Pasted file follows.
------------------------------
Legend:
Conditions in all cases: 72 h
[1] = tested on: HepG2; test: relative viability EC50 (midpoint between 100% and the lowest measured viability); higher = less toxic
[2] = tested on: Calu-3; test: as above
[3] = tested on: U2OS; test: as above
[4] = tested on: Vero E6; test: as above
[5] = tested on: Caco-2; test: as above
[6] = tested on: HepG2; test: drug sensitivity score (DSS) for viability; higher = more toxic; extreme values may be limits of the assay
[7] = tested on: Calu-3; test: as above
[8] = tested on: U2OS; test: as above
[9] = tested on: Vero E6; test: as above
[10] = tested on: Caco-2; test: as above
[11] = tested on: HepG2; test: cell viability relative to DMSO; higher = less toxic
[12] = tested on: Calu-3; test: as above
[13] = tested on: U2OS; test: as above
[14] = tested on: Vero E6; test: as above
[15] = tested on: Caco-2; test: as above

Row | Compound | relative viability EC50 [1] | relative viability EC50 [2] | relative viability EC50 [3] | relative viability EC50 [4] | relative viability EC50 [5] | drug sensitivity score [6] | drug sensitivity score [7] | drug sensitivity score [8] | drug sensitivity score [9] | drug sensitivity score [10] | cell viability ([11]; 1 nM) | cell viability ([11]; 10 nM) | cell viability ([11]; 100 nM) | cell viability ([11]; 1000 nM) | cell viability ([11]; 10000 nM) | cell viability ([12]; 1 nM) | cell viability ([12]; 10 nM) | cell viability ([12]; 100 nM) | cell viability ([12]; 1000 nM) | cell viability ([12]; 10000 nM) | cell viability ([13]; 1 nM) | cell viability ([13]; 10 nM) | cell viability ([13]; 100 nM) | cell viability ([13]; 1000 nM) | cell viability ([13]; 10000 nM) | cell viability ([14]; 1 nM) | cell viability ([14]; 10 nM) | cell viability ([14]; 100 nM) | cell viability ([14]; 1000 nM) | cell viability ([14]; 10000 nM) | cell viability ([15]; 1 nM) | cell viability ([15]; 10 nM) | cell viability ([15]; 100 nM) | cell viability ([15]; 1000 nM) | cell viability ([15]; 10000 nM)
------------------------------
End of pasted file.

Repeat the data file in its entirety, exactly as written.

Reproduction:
Legend:
Conditions in all cases: 72 h
[1] = tested on: HepG2; test: relative viability EC50 (midpoint between 100% and the lowest measured viability); higher = less toxic
[2] = tested on: Calu-3; test: as above
[3] = tested on: U2OS; test: as above
[4] = tested on: Vero E6; test: as above
[5] = tested on: Caco-2; test: as above
[6] = tested on: HepG2; test: drug sensitivity score (DSS) for viability; higher = more toxic; extreme values may be limits of the assay
[7] = tested on: Calu-3; test: as above
[8] = tested on: U2OS; test: as above
[9] = tested on: Vero E6; test: as above
[10] = tested on: Caco-2; test: as above
[11] = tested on: HepG2; test: cell viability relative to DMSO; higher = less toxic
[12] = tested on: Calu-3; test: as above
[13] = tested on: U2OS; test: as above
[14] = tested on: Vero E6; test: as above
[15] = tested on: Caco-2; test: as above

Row | Compound | relative viability EC50 [1] | relative viability EC50 [2] | relative viability EC50 [3] | relative viability EC50 [4] | relative viability EC50 [5] | drug sensitivity score [6] | drug sensitivity score [7] | drug sensitivity score [8] | drug sensitivity score [9] | drug sensitivity score [10] | cell viability ([11]; 1 nM) | cell viability ([11]; 10 nM) | cell viability ([11]; 100 nM) | cell viability ([11]; 1000 nM) | cell viability ([11]; 10000 nM) | cell viability ([12]; 1 nM) | cell viability ([12]; 10 nM) | cell viability ([12]; 100 nM) | cell viability ([12]; 1000 nM) | cell viability ([12]; 10000 nM) | cell viability ([13]; 1 nM) | cell viability ([13]; 10 nM) | cell viability ([13]; 100 nM) | cell viability ([13]; 1000 nM) | cell viability ([13]; 10000 nM) | cell viability ([14]; 1 nM) | cell viability ([14]; 10 nM) | cell viability ([14]; 100 nM) | cell viability ([14]; 1000 nM) | cell viability ([14]; 10000 nM) | cell viability ([15]; 1 nM) | cell viability ([15]; 10 nM) | cell viability ([15]; 100 nM) | cell viability ([15]; 1000 nM) | cell viability ([15]; 10000 nM)